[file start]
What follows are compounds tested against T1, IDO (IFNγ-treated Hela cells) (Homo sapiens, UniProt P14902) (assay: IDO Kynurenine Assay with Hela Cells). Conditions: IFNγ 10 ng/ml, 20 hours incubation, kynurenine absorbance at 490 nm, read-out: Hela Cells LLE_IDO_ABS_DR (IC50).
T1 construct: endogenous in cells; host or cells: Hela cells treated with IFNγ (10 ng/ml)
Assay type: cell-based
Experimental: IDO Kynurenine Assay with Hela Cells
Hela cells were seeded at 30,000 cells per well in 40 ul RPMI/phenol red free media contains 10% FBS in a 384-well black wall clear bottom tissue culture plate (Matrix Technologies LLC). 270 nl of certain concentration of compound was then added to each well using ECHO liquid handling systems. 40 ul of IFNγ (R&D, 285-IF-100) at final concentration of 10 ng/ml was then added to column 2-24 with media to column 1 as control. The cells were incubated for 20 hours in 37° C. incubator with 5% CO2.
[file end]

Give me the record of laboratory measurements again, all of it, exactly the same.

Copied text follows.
What follows are compounds tested against T1, IDO (IFNγ-treated Hela cells) (Homo sapiens, UniProt P14902) (assay: IDO Kynurenine Assay with Hela Cells). Conditions: IFNγ 10 ng/ml, 20 hours incubation, kynurenine absorbance at 490 nm, read-out: Hela Cells LLE_IDO_ABS_DR (IC50).
T1 construct: endogenous in cells; host or cells: Hela cells treated with IFNγ (10 ng/ml)
Assay type: cell-based
Experimental: IDO Kynurenine Assay with Hela Cells
Hela cells were seeded at 30,000 cells per well in 40 ul RPMI/phenol red free media contains 10% FBS in a 384-well black wall clear bottom tissue culture plate (Matrix Technologies LLC). 270 nl of certain concentration of compound was then added to each well using ECHO liquid handling systems. 40 ul of IFNγ (R&D, 285-IF-100) at final concentration of 10 ng/ml was then added to column 2-24 with media to column 1 as control. The cells were incubated for 20 hours in 37° C. incubator with 5% CO2.